Homicides could be missed under pathology restructure - expert

Forensic scientists say homicides could be missed if a Government proposal to give cases to local pathologists goes ahead.

The Ministry of Justice wants complex cases managed by local coronial pathologists.

Last week, Justice Minister Andrew Little told the Association of Salaried Medical Specialists the restructure would go ahead, despite protest.

This restructure reverses the 2005 decision to consolidate the work in a single national forensic pathology service.

Auckland District Health Board oversees the national service, which includes four forensic pathologists in Auckland and one each in Palmerston North, Wellington and Christchurch.

Around the country there are another 32 coronial pathologists, but according to National Forensic Pathology Service spokesperson Dr Paul Morrow, they aren't qualified to handle homicide cases.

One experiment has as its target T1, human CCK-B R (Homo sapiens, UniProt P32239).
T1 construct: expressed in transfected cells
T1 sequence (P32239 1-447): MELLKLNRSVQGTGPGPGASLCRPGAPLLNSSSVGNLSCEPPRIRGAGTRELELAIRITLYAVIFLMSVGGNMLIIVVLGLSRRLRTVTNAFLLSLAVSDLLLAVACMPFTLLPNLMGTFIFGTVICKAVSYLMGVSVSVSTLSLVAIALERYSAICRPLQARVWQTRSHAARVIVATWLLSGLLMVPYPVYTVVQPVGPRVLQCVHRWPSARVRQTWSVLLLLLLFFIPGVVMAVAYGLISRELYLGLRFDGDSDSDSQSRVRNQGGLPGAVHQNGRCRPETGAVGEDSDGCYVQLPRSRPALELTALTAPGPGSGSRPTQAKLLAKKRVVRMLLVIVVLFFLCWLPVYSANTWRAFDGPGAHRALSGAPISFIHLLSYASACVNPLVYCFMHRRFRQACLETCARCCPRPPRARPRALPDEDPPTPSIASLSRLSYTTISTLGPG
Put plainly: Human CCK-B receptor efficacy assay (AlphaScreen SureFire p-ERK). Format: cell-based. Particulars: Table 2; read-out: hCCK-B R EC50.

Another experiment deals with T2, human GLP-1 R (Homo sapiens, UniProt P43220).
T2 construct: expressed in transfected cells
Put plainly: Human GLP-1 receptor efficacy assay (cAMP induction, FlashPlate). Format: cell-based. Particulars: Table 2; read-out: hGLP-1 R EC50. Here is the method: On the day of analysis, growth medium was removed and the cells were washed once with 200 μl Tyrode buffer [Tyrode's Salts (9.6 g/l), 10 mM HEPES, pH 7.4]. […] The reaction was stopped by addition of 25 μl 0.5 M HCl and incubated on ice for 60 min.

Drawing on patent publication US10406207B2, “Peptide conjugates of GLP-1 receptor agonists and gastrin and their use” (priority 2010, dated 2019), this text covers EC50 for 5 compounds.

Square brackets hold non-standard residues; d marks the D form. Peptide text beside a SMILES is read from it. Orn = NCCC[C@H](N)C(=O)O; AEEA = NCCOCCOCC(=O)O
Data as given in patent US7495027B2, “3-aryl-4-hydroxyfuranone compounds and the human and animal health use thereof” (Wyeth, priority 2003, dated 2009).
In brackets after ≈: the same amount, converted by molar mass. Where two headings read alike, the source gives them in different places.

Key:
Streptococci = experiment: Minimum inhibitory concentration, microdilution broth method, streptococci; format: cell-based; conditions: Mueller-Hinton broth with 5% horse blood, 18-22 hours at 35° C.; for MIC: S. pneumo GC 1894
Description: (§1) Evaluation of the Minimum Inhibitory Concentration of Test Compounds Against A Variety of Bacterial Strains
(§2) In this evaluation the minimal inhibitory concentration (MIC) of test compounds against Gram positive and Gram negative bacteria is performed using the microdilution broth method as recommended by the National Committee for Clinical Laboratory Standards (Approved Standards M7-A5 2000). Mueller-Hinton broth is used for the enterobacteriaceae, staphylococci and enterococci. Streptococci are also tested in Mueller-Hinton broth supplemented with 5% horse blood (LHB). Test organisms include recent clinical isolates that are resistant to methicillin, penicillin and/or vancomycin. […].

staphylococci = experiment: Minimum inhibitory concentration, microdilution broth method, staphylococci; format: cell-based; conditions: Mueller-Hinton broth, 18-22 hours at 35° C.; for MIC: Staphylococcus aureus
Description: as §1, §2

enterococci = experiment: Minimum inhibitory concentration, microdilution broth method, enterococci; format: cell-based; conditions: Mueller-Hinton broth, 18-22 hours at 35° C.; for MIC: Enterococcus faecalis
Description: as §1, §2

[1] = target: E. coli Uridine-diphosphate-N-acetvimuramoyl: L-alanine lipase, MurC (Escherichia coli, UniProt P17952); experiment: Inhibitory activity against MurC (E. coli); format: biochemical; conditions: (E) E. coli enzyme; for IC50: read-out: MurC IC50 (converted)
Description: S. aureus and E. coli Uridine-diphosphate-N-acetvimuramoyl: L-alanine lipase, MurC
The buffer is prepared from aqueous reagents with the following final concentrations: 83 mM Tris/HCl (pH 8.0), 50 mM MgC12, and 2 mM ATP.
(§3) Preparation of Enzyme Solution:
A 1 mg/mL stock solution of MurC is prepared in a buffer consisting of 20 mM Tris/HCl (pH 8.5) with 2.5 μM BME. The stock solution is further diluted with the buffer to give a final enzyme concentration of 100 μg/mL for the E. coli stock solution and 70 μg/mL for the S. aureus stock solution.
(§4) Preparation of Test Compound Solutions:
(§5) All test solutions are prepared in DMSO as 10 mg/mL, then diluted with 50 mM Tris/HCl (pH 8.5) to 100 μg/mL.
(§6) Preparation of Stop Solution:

"They're trained in performing autopsies in hospital cases with natural deaths," he told Newshub.

He says if the restructure goes ahead police investigations could fail, wrong causes of death could be determined or people could be wrongly accused of homicide.

"If your loved one is murdered or dies of an unusual cause, or even if you're accused of a possible homicide in a case, the autopsy may be performed by a general pathologist who is not qualified to handle such a case."

He said the move would also make it harder to recruit specialists from overseas.

Dr Morrow is calling for Mr Little to make the forensic pathology service exempt from the restructure.

Mr Little has said that the restructure will increase the total number of funded forensic pathologists to 10 fulltime equivalents and three forensic trainee posts, across the four providers.

"I therefore do not intend to intervene in, or to terminate, the ministry's procurement," he said. 

Mr Little has been contacted for further comment.